OEA llama a la reanudación del Parlamento de Guyana
La Organización de Estados Americanos (OEA) llamó a la reanudación del Parlamento de Guyana, suspendido ante la posible aprobación de una moción de no confianza de la oposición contra el Gobierno, según un comunicado del ente divulgado aquí.
Una de las primeras reacciones internacionales a la suspensión del parlamento guyanés el pasado 10 de noviembre por el presidente Donald Ramotar, llegó la víspera por parte del secretario general de la OEA, José Miguel Insulza, en un comunicado de prensa que insta a la reanudación del debate parlamentario, tan pronto como sea posible.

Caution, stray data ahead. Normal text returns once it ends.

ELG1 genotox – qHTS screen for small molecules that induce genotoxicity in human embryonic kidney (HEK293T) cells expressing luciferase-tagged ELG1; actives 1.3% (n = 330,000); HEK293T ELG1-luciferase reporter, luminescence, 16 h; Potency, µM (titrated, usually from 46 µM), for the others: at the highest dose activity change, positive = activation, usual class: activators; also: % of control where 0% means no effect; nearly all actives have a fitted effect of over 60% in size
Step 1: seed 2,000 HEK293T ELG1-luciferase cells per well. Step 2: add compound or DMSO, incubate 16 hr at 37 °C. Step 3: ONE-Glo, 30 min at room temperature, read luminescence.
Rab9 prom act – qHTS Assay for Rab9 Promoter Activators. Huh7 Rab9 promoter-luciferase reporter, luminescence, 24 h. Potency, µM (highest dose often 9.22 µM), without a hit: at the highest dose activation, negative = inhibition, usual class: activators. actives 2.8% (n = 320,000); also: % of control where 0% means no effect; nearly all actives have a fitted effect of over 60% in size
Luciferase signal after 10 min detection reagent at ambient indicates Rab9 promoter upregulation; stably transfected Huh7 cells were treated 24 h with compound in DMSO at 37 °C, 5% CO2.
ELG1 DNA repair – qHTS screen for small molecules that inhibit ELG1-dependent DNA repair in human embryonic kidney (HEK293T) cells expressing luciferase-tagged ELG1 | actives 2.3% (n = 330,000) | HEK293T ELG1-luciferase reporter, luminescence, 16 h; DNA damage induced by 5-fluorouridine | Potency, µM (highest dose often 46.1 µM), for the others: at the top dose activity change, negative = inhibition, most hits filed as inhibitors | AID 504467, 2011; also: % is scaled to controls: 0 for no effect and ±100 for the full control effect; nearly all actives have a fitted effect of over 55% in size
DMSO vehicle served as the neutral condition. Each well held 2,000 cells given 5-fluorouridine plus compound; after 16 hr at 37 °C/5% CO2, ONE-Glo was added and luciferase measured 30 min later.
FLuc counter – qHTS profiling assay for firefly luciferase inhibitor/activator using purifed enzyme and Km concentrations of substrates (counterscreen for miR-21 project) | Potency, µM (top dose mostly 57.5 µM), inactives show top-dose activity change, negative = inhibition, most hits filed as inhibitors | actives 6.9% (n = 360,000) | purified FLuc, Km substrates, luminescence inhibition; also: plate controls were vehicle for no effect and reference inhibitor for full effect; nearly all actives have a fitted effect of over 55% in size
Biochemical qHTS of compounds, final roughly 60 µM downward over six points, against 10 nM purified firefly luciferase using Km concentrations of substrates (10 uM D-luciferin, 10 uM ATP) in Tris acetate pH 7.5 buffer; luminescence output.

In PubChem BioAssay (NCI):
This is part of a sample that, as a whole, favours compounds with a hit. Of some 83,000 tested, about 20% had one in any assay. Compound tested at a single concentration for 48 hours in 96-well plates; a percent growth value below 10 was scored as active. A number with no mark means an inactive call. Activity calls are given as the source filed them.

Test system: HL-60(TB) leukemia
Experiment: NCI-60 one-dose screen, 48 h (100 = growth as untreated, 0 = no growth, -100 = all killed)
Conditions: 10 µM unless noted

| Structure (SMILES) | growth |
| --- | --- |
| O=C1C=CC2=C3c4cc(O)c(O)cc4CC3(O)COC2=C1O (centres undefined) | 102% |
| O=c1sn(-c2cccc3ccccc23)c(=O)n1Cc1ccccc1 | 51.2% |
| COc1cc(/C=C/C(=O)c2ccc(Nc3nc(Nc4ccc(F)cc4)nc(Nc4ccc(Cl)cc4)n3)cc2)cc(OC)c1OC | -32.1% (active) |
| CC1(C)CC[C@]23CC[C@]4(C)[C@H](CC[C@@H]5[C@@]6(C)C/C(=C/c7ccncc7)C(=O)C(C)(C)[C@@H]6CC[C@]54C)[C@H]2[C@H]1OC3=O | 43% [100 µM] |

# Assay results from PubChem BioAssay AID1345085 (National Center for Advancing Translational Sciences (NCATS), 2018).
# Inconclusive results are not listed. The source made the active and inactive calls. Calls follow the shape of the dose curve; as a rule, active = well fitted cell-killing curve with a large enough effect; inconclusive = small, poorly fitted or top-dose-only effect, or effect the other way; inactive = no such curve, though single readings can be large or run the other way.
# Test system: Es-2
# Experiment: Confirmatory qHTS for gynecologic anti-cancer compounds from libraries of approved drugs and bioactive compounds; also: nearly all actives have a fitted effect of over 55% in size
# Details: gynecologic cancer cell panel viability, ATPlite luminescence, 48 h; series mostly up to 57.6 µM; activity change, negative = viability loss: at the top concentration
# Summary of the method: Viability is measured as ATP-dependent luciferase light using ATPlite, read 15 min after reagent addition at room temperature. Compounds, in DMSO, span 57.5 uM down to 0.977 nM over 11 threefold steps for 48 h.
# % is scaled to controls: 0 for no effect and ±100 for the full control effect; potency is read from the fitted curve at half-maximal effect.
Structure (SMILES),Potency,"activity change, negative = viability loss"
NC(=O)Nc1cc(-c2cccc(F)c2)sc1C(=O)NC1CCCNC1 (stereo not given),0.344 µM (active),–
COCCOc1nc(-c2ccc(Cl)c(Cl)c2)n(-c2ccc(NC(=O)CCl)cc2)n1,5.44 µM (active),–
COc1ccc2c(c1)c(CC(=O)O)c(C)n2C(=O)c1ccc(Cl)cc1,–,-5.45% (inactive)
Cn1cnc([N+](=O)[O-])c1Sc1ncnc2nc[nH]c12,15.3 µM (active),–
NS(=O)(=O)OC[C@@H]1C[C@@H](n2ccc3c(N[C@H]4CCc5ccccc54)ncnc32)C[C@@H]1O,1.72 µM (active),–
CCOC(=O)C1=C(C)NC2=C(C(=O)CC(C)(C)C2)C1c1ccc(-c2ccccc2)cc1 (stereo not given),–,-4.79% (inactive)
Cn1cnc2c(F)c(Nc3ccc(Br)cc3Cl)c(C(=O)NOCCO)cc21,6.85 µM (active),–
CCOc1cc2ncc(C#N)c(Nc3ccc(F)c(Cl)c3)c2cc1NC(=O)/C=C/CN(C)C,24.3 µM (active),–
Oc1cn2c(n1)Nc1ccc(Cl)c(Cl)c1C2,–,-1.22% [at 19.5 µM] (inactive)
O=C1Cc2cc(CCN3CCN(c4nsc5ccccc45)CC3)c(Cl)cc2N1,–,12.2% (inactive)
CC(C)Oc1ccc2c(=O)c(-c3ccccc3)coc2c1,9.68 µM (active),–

De acuerdo con el texto, Insulza “tomó nota de la Proclamación 1 de 2014, del 10 de noviembre de 2014, en la que el presidente Donald Ramotar prorrogó el Décimo Parlamento de Guyana”.
Aún reconociendo que la suspensión de la Asamblea Nacional de Guyana se produjo en el marco de la Constitución del país, Insulza declaró que: “en una democracia, el funcionamiento eficiente del Parlamento permite controles y equilibrios para que la voz del pueblo sea escuchada.”
El secretario general de la organización internacional instó a todas las partes a trabajar por el bien común de Guyana .
Asimismo urgió tanto a los que gobiernan como a los partidos políticos de la oposición a redoblar su esfuerzos para llegar a un entendimiento y compromiso sobre los grandes temas políticos y socio-económicos que enfrenta la nación.
El pasado lunes, Ramotar dijo en un comunicado que desmantelaba la legislatura a fin de beneficiar al pueblo, medida que sus oponentes calificaron como de socavar la democracia.